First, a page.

Easy Recipes for Natural Homemade Cleaners
If you do a search for “natural homemade cleaners”, you will find about a gazillion results out there. So why am I trying to reinvent the wheel?
In a word, simplicity.
Contrary to what the cleaning aisle at the supermarket might say, you don’t need a lot of different specialty products to get your home clean. And when you look up homemade cleaners online, a lot of recipes call for many different ingredients for different types of cleaners. But it doesn’t have to be that complicated. With just a few basic items, you can do the vast majority of your household cleaning, save money, and keep your home free of the toxins found in many store-bought cleaning products.
White vinegar, lemon juice, and baking soda are about to become your new best friend.
Here are a few recipes that will help you do most of your everyday cleaning.
All-Purpose Cleaning Spray:
For countertops, sinks, toilets, and for spot cleaning floors
Mix 1 part white vinegar and 1 part water in a spray bottle. Spray and scrub.
For really tough soap scum or mineral deposits, warm the solution first, spray, and let sit before scrubbing, or use straight vinegar (but avoid straight vinegar on tile grout – it can cause the grout to break down).
Bathtub / Sink Scrub:
In a bowl, make a paste with baking soda, a squirt of your dish soap*, and a squeeze of lemon, to the consistency of frosting. Dip cloth or sponge into paste and scrub.
For really stubborn grime, allow to sit 10-15 minutes before rinsing.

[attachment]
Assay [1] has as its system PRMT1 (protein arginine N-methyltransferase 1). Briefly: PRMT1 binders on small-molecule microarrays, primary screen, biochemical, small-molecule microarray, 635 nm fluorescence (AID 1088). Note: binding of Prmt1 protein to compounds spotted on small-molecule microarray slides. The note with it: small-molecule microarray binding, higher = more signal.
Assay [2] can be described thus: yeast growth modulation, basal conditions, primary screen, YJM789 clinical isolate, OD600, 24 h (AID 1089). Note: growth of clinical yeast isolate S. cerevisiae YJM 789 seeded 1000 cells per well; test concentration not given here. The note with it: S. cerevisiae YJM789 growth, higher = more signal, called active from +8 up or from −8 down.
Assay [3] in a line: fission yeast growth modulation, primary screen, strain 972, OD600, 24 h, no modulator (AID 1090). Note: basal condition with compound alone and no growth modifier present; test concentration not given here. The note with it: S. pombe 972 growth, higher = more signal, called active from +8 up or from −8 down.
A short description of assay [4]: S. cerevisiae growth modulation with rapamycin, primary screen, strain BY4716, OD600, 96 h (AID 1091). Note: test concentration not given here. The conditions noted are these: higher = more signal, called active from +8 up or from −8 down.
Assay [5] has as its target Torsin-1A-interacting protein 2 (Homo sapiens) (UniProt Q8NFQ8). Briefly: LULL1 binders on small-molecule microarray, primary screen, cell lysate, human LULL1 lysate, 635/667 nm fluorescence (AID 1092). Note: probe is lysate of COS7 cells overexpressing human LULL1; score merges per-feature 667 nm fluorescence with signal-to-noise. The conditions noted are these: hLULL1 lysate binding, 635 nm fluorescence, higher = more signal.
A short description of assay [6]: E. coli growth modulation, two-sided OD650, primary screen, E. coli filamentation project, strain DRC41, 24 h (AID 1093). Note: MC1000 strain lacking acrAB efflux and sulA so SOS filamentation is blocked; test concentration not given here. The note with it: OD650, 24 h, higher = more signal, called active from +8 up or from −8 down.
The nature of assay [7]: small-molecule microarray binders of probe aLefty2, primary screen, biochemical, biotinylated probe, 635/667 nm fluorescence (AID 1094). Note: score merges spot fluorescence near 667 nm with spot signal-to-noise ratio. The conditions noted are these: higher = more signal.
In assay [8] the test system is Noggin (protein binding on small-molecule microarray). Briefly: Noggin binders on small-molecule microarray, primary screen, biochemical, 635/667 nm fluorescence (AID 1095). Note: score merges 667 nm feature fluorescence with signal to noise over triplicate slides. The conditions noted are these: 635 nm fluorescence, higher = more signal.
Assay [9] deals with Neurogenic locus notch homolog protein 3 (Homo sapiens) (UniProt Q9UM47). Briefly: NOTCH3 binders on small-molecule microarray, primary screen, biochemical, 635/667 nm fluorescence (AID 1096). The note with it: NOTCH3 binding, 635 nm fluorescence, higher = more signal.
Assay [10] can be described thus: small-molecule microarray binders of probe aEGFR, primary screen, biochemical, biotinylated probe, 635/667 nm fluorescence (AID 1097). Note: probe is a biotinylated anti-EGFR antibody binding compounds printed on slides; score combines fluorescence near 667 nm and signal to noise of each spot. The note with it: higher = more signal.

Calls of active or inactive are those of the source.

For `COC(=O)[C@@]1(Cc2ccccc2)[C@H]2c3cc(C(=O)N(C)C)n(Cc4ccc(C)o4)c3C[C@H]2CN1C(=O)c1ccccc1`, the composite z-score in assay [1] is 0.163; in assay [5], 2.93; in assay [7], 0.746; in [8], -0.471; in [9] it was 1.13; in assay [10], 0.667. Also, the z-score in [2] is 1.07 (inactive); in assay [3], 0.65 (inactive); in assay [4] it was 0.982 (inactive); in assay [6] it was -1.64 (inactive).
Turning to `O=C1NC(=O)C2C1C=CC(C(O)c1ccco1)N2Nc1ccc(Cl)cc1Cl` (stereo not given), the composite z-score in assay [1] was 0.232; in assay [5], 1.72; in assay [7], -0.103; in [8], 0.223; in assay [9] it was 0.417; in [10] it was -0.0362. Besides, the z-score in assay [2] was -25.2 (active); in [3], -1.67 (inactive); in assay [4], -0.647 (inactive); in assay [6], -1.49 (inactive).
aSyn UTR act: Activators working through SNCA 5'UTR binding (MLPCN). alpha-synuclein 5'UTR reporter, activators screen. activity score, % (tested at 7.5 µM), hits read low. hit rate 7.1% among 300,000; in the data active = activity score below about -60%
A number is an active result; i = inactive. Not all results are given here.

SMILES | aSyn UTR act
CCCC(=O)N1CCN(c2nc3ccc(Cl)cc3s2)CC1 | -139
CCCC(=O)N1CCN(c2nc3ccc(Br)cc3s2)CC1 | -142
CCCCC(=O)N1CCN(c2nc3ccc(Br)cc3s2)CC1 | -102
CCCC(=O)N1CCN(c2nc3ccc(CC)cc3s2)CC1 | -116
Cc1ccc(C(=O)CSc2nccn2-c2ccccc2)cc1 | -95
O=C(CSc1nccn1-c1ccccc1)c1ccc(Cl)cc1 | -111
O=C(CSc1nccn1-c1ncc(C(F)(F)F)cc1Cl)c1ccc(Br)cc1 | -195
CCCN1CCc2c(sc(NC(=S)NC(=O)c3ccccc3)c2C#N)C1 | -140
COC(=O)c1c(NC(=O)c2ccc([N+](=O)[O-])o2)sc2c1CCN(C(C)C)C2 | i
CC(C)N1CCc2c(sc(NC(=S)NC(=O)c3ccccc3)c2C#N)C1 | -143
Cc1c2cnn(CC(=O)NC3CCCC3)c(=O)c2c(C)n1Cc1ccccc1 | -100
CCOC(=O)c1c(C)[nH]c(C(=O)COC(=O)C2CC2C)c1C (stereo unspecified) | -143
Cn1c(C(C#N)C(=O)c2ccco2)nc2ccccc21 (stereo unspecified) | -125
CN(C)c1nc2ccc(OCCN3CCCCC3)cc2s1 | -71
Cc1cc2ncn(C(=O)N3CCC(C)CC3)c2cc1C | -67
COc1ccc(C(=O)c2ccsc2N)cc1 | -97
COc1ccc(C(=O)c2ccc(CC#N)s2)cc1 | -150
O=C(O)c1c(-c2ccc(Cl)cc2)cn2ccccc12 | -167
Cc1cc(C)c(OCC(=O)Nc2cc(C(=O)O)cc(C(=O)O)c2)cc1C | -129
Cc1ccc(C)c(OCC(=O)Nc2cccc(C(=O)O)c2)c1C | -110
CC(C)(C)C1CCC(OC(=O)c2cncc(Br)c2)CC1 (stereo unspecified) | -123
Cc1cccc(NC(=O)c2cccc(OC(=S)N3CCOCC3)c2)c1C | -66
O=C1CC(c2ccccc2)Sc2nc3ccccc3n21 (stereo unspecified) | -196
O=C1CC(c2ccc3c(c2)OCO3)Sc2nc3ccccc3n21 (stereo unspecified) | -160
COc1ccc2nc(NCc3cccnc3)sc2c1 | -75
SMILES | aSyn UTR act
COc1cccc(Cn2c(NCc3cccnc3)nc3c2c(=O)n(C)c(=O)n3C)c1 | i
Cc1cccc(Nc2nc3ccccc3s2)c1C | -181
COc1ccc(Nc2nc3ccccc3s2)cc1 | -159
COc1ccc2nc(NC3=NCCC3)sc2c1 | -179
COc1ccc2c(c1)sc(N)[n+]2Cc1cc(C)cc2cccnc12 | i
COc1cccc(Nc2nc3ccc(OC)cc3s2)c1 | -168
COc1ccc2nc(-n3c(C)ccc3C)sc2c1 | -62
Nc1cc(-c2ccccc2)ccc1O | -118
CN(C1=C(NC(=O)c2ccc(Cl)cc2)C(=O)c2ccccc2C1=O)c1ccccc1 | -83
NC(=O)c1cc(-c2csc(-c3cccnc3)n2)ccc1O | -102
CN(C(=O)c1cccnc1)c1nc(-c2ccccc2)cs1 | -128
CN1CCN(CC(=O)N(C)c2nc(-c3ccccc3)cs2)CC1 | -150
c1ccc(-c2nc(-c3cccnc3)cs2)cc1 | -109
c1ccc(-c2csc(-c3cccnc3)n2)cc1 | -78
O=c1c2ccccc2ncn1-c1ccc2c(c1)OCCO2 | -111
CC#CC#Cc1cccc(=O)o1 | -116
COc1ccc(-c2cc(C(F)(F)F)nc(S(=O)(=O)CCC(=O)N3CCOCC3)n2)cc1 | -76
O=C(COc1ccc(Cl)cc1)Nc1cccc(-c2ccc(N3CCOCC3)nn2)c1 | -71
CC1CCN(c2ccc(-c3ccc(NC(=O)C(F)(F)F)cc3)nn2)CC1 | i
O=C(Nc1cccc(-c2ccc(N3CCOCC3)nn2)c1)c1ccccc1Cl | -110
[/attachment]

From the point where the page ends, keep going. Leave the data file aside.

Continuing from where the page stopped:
Mirror & Glass Cleaner:
2 tsp vinegar
1 quart water
Mix in a spray bottle. Spray on mirror or glass, and wipe clean with old newspaper. (The ink doesn’t smear, and it leaves no lint!)
1/4 Cup dish soap*
1/2 Cup white vinegar or lemon juice
2 gallons warm water
Combine in sink or large bucket, and use with mop.
You can use this on any floor, unless the manufacturer has specified to avoid all detergents.
Photo by Scott Feldstein
Some other tips:
• Don’t use vinegar on marble – it can damage the surface.
• If you’re concerned about the smell of vinegar, you can always add a few drops of essential oil to your mix, but know that the odor of vinegar disappears as it evaporates.
• Vinegar is a disinfectant, but for raw chicken juice and other clean-ups involving bacteria, you will want something more powerful, like hydrogen peroxide. Read more.
• For really dirty toilets, you can shake in some baking soda in addition to using the all-purpose cleaning spray, and add a little lemon juice, too, if you like.
• If you don’t want to cut up fresh lemons, keep a squeeze bottle of lemon juice in your fridge. You can buy this, or make it yourself by squeezing some lemons ahead of time. If you buy it, make sure it only contains 100% lemon juice, with no added oils or essences.
• Use 100% cotton microfiber cloths for your cleaning – they will not leave lint behind, and you can throw them in the wash afterward and re-use them.
*About dish soap: when you purchase dish soap at the store, look for words like biodegradable, septic-safe, and non-toxic. Don’t buy anything that contains petroleum distillates or phosphates. Some good brands are Seventh Generation and Earth Friendly Products (this is what I use and I love it – it’s cheap and lasts forever).
These basic recipes should take care of 95% of your basic housecleaning needs. They will also save you money and most importantly, they are safe and non-toxic, so you and your family can rest easy.
Have you tried making your own cleaners? Please share your successes or failures!
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